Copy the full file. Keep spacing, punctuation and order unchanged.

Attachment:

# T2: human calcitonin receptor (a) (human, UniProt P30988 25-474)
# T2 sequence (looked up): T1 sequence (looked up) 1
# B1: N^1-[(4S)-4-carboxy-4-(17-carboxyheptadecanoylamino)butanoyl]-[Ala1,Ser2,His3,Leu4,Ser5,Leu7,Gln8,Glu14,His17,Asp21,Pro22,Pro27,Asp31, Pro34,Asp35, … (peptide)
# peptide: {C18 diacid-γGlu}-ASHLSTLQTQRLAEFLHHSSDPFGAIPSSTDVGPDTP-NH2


# T2: human calcitonin receptor (a) (human, UniProt P30988 25-474)
# T2 sequence (looked up): T1 sequence (looked up) 1
# B1: N^1-[(4S)-4-carboxy-4-(17-carboxyheptadecanoylamino)butanoyl]-[Ala1,Ser2,His3,Leu4,Ser5,Leu7,Gln8,Glu14,His17,Asp21,Pro22,Pro27,Asp31, Pro34,Asp35, … (peptide)
# peptide: {C18 diacid-γGlu}-ASHLSTLQTQRLAEFLHHSSDPFGAIPSSTDVGPDTP-NH2